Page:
You are currently browsing the tag archive for the ‘NS Savannah’ tag.

Some things like winter fishing in the harbor appear not to change in a decade, but

Houma will never again move Mary A. WhalenHouma, built at Jakobson in 1970, was scrapped in 2017.  PortSide NewYork currently has a berth for the tanker and many other activities in Atlantic Basin, Red Hook.

B. E. Lindholm, built in St.Paul MN in 1985,  is alive and well, currently dredging off Fire Island.

This Kristin Poling was still working 10 years ago, definitely a survivor from before WW2 and also definitely then in her home stretch.  Byearly 2012 she was scrapped.

In March 2010 I also had a chance to gallivant off to Baltimore, home of NS Savannah.  If my calculations are correct, she was in service for 10 years total, and now in mothballs for 48!! Truth be told, she was a prototype, a demo ship with limited cargo capacity but also passengers.  Her beautiful lines were designed by George S. Sharp.  Recently she was at the end of a towline,  a sight I’m sorry I missed.  A wealth of info and video as well as smart comments can be found on this demo vessel here in a publication called Atomic Insights.  Let me quote a small section to tease you into reading the article:  “By technical measures, the ship was a success. She performed well at sea, her safety record was impressive, her fuel economy was unsurpassed and her gleaming white paint was never smudged by exhaust smoke.”

Cajun stood by Chios Voyager near the Inner Harbor Domino Sugars plant.   Cajun still works along the east coast US.  Chios Voyager, built 1984, has been scrapped.

And a somber last photo . . . I caught El Faro in Baltimore 10 years ago.  Little did I expect then what we all know now.

All photos, WVD, in March 2010.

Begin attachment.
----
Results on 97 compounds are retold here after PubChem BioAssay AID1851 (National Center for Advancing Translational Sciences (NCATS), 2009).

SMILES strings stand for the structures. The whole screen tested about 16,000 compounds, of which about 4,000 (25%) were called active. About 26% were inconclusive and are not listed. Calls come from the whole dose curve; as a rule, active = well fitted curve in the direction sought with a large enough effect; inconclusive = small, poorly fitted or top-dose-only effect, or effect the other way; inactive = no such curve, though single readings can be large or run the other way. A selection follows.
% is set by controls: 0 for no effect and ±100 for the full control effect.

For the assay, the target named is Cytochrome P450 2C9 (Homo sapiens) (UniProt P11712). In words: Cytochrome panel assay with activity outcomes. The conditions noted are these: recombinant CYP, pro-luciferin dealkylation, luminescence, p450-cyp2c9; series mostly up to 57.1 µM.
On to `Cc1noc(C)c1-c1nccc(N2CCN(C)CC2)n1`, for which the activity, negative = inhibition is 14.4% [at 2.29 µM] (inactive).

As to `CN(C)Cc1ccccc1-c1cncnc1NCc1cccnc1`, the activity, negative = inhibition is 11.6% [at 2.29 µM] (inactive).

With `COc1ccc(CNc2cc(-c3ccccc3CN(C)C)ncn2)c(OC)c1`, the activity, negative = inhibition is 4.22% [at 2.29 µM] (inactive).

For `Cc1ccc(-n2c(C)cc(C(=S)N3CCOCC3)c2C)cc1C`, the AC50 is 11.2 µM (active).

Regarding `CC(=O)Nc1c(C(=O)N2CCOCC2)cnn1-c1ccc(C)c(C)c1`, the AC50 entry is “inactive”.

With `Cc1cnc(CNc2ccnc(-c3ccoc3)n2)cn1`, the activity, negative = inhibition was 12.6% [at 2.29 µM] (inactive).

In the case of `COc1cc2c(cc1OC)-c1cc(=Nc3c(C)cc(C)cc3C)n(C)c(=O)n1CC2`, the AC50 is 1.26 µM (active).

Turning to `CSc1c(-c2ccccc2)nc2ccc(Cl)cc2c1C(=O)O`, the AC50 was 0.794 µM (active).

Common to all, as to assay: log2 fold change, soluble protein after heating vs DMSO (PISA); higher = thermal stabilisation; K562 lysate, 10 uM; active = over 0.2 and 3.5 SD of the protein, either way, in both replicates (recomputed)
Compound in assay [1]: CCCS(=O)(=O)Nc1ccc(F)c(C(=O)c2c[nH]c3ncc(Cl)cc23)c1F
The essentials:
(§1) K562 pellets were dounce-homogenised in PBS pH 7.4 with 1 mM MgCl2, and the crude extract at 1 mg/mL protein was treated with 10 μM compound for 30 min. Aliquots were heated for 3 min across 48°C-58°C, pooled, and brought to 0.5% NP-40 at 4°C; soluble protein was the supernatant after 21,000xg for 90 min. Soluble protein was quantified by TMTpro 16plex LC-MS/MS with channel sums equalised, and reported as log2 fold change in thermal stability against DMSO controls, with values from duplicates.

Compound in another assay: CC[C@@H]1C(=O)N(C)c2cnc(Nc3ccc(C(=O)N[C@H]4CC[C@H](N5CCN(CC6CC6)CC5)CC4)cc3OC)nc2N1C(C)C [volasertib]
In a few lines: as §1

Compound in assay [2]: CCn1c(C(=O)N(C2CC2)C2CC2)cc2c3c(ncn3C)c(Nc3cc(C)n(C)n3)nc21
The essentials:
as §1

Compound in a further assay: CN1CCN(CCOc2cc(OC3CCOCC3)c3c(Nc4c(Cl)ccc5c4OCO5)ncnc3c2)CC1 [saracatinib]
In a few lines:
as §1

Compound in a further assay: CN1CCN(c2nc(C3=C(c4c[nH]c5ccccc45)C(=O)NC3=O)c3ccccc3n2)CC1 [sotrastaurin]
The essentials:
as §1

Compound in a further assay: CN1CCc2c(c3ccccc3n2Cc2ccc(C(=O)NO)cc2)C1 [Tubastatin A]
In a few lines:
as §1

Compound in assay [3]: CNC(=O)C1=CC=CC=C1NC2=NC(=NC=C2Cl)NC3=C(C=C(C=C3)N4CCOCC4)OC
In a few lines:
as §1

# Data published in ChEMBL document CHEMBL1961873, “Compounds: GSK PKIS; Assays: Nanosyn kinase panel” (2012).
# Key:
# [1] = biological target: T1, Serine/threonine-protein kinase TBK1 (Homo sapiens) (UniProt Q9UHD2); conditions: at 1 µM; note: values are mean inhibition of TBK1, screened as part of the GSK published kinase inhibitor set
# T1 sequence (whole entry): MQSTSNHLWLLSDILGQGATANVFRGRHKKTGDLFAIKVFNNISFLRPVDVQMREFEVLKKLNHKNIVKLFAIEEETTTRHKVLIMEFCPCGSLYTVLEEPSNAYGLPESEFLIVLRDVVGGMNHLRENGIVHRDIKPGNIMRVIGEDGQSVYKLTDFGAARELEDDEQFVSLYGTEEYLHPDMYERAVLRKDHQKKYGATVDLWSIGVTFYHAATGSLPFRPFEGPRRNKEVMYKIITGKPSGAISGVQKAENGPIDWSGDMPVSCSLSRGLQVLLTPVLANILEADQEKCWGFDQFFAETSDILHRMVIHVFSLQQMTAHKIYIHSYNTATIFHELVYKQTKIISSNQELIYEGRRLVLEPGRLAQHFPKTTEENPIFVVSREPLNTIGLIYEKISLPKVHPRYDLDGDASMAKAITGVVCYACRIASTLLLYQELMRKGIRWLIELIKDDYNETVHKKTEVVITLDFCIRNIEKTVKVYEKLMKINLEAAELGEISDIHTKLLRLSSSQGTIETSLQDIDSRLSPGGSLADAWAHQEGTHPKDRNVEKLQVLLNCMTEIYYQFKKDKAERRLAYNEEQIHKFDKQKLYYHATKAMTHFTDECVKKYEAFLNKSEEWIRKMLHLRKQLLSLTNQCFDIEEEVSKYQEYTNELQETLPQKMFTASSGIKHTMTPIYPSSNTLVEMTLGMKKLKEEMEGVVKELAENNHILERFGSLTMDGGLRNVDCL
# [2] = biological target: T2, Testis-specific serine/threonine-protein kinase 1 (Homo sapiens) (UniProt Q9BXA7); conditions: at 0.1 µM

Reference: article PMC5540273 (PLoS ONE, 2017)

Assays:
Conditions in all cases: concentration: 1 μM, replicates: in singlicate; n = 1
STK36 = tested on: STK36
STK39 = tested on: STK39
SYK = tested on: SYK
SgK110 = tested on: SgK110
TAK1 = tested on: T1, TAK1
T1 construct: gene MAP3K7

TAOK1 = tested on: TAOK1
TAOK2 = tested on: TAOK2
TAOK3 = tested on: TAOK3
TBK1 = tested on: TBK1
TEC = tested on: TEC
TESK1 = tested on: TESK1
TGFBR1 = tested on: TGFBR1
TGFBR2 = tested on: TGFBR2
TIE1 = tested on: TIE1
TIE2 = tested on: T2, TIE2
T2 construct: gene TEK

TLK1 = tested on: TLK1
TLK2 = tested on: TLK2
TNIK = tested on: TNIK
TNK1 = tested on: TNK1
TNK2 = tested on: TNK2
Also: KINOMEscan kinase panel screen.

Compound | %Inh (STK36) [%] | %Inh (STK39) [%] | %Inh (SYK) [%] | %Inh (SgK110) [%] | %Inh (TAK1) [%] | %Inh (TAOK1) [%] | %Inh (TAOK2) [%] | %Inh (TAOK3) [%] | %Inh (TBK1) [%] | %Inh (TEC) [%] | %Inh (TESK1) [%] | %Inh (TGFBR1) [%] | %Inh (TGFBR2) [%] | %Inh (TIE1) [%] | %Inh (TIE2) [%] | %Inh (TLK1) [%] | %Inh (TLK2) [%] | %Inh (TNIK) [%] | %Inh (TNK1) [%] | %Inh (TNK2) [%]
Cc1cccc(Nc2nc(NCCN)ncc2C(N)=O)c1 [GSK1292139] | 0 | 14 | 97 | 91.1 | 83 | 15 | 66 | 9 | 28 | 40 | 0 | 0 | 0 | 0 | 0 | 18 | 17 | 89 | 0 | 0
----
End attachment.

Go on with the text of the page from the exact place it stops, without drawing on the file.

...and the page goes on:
Recall that “fifth dimension” is my code for the time travel series;  call it history if you wish.

In 1968–50 fast years ago!!–  Mon Lei, which transited the harbor last weekend, was more of a presence.  All photos here come from Steve Munoz, who writes:  “I saw your post and remembered seeing a Chinese junk at the South Seaport in June 1968, and I looked at my pics, which were originally slides. I was on the tug Dalzelleagle (1958 and now McAllister Brothers) with my uncle Bob Munoz, captain and pilot with McAllister. We had some time between jobs so we walked over to the Mon Lei and the people on the boat let us go aboard and inside to take a look. If I remember correctly, the boat was built in Hong Kong around 1895. The interior was beautifully hand-carved mahogany, but very musty smell. You will also see the USCG sail vessel Eagle at seaport pier. I did not know that Mon Lei was still around.”

Another reader of Monday’s post wrote:  ” I boat-sat her for one week in maybe the winter of 87-88. Was bitter cold and she was wintering at the late great Pier 15 [pictured above and below].  Normally she lived at the E 23rd St. marina, but some construction was going on there.  Alan York was traveling on business, so I looked after her. The interior was nothing short of a  fantasy world of Asian carving and ornamentation. One friend described it as a “floating fornicatorium.” Also a nice comfy oil burner for heat. I remember he was scouring the world for new bamboo of a certain kind for her sail battens. Quite the gentleman.”

If you didn’t look at this link previously, see it now for some interior shots.

I’m curious about the two vessels alongside the pier in the lower right.

Continuing here with photos from Steve, below is the future that never was . . . NS Savannah passing Ellis Island (onion domes) bound for sea.  It was June 1968, almost exactly a half century ago for all these photos.

Back when some tugboats had eagles atop their wheelhouses . . . this was Steve’s Uncle Bob at the helm.  A few years ago, I recall seeing one of McAllister’s boats with a plastic dinosaur atop the wheelhouse for a while.  I’ll have to look for the photo.

 

On a different note, here’s a photo by Elizabeth Wood taken in 2005 of Lettie G. Howard along the Brooklynside of the Upper Bay.  Lettie G., built in 1893  (125 years ago, making her as old or even older than Mon Lei, depending on which story you believe.   for all you readers downcast of me, Lettie G. departed the Hudson River around 0700 today, heading for Lake Erie via Gloucester and Nova Scotia.  She is on AIS.  Nelson, Joey, Mac, Jack, Marc, Brenda, Jake, Barry . . . you know who you are.   I hope to see Lettie G. on Lake Erie this summer;  I hope you do too.

 

Thanks to Steve and Elizabeth for use of these photos.

For a history of the Chinese “junk,” click here and here.

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